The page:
- Spider Man And The X Men In Arcades Revenge: Wolverine's second level is a fight against Juggernaut. If he catches up with you, you die. Reportedly, he can be defeated by cutting the ropes suspending numerous anvils from the ceiling so that they land on him. In practice, he typically catches up before you can slash your way through one of the many breakable walls.
- The Juggernaut fight is arguably the hardest fight in the entire game (which is saying something, considering it's a Nintendo Hard game). You not only need to hit pretty much every anvil/weight in the stage, you also need to actually attack him yourself. A lot. Oh, and while you're doing this, you also need to keep carving through the game's destroyable walls so that you don't wind up trapped. Still not hard enough for you? OK, add into that the fact that if you get too far ahead of the boss, he speeds up, meaning you have to balance keeping him close enough to avoid triggering his speed increase, but far enough away that you have enough time to carve through the walls before he can reach you. Give up yet? No? Well, the game developers also decided to add some enemies that you have to deal with throughout the level. And did I mention there's a time limit (or, more precisely, a space limit)? Yeah, if you haven't depleted Juggernaut's absolutely ridiculous HP by the end of the level, you will come face-to-face with a long, completely unavoidable death-pit, meaning you get to choose between death-by-Juggernaut or death-by-pit.
- Spider-Man for the PlayStation had Doc Ock with Carnage's Symbiote chasing you throughout the entire final level. Eventually the flames from the exploding base behind him defeat him.
- Doctor Octopus in Zen Studios' Spider-Man pinball advances down the playfield, and the player must repeatedly shoot the middle ramp to repel him.
- Super Smash Bros.. Brawl features Meta-Ridley as a boss you fight while it chases the Falcon Flyer, which you're standing on, as it makes its way out of the Bomb Factory. Meta-Ridley, however, doesn't so much attack you as he does the craft in general, with you happening to be in the line of fire.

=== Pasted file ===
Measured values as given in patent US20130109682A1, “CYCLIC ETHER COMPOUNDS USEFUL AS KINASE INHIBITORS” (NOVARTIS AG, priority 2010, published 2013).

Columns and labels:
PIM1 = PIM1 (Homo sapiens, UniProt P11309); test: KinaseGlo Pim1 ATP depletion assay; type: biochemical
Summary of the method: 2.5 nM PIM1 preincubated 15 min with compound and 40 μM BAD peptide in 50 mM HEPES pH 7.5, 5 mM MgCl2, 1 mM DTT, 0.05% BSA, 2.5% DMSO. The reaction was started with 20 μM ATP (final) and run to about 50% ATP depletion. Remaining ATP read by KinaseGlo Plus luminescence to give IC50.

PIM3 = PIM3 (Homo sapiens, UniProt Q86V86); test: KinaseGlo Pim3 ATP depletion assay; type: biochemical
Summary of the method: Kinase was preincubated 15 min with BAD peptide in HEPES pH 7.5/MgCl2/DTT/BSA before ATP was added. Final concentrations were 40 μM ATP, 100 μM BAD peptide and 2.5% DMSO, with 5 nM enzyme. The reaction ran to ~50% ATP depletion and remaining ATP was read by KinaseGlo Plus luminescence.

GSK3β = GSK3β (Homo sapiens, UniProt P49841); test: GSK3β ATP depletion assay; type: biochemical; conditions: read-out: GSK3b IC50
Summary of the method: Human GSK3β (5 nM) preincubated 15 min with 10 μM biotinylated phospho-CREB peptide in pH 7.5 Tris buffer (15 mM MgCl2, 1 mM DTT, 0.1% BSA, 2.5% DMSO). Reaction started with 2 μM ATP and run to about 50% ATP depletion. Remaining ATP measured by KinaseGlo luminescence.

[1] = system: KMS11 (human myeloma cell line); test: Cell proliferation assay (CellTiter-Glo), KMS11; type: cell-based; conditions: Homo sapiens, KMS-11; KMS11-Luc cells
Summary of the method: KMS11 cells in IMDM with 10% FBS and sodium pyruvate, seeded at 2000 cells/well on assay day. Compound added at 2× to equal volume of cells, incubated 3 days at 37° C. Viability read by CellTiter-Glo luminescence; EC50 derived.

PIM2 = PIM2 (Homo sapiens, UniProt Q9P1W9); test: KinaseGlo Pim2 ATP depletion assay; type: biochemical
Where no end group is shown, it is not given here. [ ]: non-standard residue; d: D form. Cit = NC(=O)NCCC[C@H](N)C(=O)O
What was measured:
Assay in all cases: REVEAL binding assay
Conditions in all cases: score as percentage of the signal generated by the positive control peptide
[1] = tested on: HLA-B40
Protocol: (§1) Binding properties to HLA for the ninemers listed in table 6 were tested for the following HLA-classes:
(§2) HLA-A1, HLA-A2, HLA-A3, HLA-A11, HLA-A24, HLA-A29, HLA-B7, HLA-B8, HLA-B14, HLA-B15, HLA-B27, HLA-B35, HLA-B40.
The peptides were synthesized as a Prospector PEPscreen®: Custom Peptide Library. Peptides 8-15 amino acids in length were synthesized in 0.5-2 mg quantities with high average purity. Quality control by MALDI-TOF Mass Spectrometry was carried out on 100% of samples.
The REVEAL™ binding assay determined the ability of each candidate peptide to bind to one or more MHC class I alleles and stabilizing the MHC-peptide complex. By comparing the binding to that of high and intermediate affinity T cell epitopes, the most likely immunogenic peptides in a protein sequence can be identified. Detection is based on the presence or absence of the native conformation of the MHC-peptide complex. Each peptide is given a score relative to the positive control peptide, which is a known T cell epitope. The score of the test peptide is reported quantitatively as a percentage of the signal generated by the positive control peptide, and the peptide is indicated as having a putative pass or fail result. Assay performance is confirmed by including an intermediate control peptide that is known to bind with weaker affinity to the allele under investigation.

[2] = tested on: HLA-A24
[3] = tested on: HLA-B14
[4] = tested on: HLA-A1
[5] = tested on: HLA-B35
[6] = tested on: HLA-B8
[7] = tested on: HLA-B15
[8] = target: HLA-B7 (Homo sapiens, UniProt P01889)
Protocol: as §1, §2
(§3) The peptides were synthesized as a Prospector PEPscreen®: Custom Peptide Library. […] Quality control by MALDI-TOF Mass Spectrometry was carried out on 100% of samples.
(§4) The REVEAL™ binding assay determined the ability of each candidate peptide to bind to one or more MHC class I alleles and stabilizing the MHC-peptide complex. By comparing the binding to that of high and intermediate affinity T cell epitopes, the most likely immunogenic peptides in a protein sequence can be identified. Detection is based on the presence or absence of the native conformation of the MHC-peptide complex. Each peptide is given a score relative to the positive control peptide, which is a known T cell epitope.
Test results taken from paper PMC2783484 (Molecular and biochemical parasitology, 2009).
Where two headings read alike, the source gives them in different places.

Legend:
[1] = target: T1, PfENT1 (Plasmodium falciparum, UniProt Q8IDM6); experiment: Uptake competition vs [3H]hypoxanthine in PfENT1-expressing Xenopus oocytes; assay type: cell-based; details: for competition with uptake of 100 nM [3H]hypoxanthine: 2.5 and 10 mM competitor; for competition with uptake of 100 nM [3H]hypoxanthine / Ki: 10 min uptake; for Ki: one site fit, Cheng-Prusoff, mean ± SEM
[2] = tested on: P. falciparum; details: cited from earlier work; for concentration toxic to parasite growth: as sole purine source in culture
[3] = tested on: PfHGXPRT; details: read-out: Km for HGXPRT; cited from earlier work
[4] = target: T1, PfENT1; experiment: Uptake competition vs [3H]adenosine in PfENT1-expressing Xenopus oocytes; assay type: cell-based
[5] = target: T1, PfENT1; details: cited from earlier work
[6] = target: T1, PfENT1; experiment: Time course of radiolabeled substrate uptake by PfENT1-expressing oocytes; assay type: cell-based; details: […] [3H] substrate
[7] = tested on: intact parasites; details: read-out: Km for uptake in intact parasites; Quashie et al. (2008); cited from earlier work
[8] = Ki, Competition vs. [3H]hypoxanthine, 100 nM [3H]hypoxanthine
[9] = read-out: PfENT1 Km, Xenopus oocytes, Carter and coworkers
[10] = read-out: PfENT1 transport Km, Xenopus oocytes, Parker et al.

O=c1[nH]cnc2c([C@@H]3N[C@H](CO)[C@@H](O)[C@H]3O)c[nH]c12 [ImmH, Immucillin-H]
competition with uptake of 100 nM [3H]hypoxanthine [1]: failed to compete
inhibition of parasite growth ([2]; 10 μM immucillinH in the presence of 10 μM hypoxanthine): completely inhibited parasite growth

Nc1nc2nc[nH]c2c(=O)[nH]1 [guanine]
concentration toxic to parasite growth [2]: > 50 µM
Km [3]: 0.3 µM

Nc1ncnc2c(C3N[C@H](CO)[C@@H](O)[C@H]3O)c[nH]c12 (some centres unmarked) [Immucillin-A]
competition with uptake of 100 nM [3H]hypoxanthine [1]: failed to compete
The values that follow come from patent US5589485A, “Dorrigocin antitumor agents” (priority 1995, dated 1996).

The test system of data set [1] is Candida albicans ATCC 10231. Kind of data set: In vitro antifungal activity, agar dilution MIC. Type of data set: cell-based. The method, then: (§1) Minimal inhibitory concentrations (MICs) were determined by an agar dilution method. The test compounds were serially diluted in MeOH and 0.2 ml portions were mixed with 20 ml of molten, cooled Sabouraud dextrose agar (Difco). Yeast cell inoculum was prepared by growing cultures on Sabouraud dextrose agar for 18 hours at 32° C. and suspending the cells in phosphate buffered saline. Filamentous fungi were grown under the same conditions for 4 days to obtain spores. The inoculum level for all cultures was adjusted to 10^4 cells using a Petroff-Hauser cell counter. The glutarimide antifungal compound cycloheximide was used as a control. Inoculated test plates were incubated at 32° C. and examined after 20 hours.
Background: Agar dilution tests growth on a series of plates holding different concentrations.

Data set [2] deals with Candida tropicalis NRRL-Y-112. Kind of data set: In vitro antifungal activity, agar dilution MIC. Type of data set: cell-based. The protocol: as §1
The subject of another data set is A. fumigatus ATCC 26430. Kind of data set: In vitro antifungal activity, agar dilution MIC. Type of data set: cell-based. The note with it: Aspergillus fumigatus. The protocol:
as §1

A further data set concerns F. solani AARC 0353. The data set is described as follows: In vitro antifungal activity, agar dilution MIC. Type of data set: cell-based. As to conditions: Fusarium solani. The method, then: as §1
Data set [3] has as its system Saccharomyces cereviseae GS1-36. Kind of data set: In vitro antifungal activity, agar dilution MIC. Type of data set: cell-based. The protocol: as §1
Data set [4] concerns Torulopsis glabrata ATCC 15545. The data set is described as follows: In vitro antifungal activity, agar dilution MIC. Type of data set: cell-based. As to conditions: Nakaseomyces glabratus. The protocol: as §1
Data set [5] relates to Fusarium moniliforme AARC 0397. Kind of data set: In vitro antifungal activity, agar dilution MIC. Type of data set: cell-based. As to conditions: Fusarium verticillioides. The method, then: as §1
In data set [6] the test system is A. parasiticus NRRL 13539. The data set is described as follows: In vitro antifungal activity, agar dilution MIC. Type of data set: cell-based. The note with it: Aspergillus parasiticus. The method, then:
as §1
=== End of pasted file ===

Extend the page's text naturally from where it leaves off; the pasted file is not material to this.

- This doesn't seem like a big deal, until you see his attack where he slams the ship downward into the abyss. Of course, going too far off-screen in Super Smash Bros. is the only way to die, and your character almost always sticks to platforms when not airborne or attacked, despite the fact that the platform is being moved downward. Thus, it's basically a One-Hit Kill.
- Super Metroid has Crocomire, who periodically steps towards Samus, forcing her towards a wall of spikes. It's also combined with Ring Out Boss, because defeating Crocomire requires that you hit it in its mouth, causing it to step back, until it falls into a pit of acid.
- Yoshi's Island
- Sluggy the Unshaven pushes you off the stage if you don't hit its heart multiple times.
- The potted ghost is has two mooks that pushes it towards you. You win by pushing the pot back so that it falls off the platform.
- The final battle against a godzilla sized Baby Bowser could also be seen as this, only he is in the background slowly trudging towards you while you throw gigantic eggs to keep him at bay.
- In Apocalypse, the third horseman, War, grows to 50 feet tall and chases you for the second half of the battle. To stop him, you must shoot the Exploding Barrels along the roadside. If he gets too close, he instantly kills you via Giant Foot of Stomping.
- The stage 2 sub-boss in Journey To Silius is a Humongous Mecha that advances towards you and will crush you if you don't destroy it fast enough.
- In Kirbys Dreamland 3, the first boss is Whispy Woods, who initially spits fruit that you can spit back at him as well as air bullets, and is just as easy as in any other Kirby game, big deal. Then once he Turns Red and gets his evil grinning face, he becomes this and starts chasing you, spitting rotten fruit at you along the way. Still easy, fortunately.
- Kirby Squeak Squad gives us Yadogaine, which also chases after Kirby and can be damaged during this sequence as well. It's very notable that both Yadogaine and KDL3 Whispy's second phase have endless paths that don't stop until they're both defeated.
- HR-E from Kirby 64: The Crystal Shards counts as well. The only notable difference is that if you take too long to defeat it, you'll come to the edge of the platform and be forced to jump off it and cost yourself a 1-UP.